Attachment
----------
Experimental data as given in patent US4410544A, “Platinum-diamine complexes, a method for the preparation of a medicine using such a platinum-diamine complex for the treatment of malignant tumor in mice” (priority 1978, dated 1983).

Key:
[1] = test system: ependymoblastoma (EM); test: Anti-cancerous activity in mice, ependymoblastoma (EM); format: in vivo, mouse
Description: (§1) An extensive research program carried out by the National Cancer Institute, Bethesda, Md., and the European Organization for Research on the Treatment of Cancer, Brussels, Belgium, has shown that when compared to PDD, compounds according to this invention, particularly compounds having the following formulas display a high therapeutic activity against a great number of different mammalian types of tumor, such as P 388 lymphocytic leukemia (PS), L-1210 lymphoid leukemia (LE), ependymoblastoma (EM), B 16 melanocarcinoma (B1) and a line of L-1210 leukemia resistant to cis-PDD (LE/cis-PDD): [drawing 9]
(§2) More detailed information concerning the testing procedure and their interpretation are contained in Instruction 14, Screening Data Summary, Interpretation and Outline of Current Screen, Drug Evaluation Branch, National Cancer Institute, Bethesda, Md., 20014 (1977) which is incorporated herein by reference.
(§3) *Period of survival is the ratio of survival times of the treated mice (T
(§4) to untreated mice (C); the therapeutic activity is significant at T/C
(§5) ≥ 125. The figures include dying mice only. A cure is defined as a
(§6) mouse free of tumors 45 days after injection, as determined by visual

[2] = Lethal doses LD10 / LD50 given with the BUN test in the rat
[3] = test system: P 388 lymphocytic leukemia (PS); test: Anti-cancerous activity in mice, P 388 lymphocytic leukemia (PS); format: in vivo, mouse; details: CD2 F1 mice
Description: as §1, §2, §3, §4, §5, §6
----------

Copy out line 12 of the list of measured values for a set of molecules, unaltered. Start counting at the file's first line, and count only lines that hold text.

Description: as §1, §2, §3, §4, §5, §6